Bowling

Is bowling still a thing?

Growing up, my parents got me out of the house, busying me with swimming, camping, and other activities. My siblings and I were all very active in sports. Bowling kind of came up around age 8 and lost its magic by the time age 12 rolled around.

I never considered bowling to be a sport, more like a competition.

Bowling was a cheap date, and if you knew someone (I always seemed to know someone) you could drink at some seriously reduced prices.

I was a very average bowler, if I had to quantify every cocaine-fueled, Canadian whiskey-driven late night round, I probably got up to a 190 average. To put this in perspective, with all my previous training and participating year-round in sports, all the weights I ever lifted, all the sacrifices I made, taking in my fierce hatred of losing, and my resolve to die trying, my average was 27 pins lower than the top ranked junior bowler through today, according to the United States Bowling Congress (USBC).

The bowler is Camryn Brown, an amateur girl (young woman, but still, she is all set to enter her senior year of high school, so with absolutely no offense intended, I call her a girl).

I wish her continued success.

I wish everyone continued success.

But Camryn, You go girl!

Keep on kicking ass.

If any of you scoffers do not believe me, try getting into a pickup basketball game with some players on the girls team.

They are technically sound, surprisingly strong, and they are good.

If they are “next” up on the court, watch out.

They can beat your ass.

Growing up in England, I loved “exploring” small towns and hamlets. I ambled through the green countryside, occasionally resting my head on the stones of an 800-year old wall.

Sometimes, my buddy and I would find our way through tiny, shaded lanes and serpentine passageways which would suddenly open into a grass bowling field and/or a beautifully-manicured grass tennis court These hidden gems never had any players we encountered.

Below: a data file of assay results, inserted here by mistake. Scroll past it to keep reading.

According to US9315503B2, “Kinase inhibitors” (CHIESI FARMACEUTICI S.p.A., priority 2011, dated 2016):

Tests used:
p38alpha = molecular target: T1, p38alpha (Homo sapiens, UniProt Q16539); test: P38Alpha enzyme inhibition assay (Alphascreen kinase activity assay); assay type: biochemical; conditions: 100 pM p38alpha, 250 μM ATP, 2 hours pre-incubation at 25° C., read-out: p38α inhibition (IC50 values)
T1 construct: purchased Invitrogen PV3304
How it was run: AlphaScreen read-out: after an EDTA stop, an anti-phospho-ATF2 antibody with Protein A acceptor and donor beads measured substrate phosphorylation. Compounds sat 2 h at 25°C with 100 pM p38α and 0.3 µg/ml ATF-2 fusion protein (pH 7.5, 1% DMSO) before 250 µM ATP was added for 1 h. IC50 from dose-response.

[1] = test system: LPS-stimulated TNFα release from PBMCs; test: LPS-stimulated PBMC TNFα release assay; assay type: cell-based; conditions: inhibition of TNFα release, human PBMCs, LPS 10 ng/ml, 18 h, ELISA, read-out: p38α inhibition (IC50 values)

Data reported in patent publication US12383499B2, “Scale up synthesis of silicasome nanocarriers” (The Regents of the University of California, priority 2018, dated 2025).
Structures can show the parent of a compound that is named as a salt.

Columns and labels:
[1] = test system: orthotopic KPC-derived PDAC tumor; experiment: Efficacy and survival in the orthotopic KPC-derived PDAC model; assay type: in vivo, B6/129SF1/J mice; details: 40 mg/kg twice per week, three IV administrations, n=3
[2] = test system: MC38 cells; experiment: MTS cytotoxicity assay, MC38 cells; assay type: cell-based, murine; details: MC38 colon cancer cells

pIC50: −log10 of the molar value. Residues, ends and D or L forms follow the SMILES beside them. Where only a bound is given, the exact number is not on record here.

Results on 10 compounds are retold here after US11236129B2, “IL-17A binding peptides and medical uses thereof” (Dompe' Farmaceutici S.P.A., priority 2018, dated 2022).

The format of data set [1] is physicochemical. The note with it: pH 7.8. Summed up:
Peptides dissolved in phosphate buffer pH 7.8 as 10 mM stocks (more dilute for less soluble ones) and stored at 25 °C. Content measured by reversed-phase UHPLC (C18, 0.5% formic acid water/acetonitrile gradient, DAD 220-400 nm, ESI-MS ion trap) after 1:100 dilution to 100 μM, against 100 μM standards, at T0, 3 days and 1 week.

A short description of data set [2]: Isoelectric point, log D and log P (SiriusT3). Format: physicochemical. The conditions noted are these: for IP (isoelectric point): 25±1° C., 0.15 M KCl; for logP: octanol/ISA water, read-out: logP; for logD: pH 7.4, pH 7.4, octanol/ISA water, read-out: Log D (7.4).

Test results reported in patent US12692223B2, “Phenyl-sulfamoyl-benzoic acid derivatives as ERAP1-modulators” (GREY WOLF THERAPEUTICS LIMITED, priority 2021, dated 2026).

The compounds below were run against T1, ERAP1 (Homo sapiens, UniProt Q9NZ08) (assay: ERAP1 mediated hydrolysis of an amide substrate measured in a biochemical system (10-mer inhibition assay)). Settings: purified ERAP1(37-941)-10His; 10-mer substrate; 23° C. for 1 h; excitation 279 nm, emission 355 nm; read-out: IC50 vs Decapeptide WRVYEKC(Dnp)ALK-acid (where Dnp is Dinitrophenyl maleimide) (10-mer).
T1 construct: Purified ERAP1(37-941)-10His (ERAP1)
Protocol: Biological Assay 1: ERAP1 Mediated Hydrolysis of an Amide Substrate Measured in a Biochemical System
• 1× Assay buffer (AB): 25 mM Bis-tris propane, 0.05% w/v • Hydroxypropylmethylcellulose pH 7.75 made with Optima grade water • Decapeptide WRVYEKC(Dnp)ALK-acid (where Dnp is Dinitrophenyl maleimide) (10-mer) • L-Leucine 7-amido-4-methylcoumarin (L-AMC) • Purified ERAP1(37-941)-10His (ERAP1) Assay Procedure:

I remember it being so quiet, you felt a sense of reverence and awe. The only thing I can compare it to is the feeling I get when I play a new golf course.

I hope I never lose that feeling because it is like taking away the feeling a kid gets when, after managing to awaken their parents from their egg-nog induced extended sleepy time, and racing downstairs to light the tree, well, just the eyes of excitement and anticipation.

Priceless stuff.

Having made several trips to several small towns, we were prepared with our tennis rackets and two balls each. My racket was a Pancho Gonzales wooden signature model. (what am I saying? They were ALL wooden rackets back then).

I had fallen in love with tennis after going to Wimbledon in the summer of 1967. I got to see Billie Jean King kick ass and Rod Laver was representing. I returned in 1969 for the Pancho Gonzales-Charlie Pasarell match.

 I am still tired from that one.

See how I go of on tangents when I get stoned?

For the record, Modified Banana Indica 28.5% THC.

Stay well.

Published by maddogg09

I am an unmotivated genius with an extreme love for anything that moves the emotional needles of our lives.

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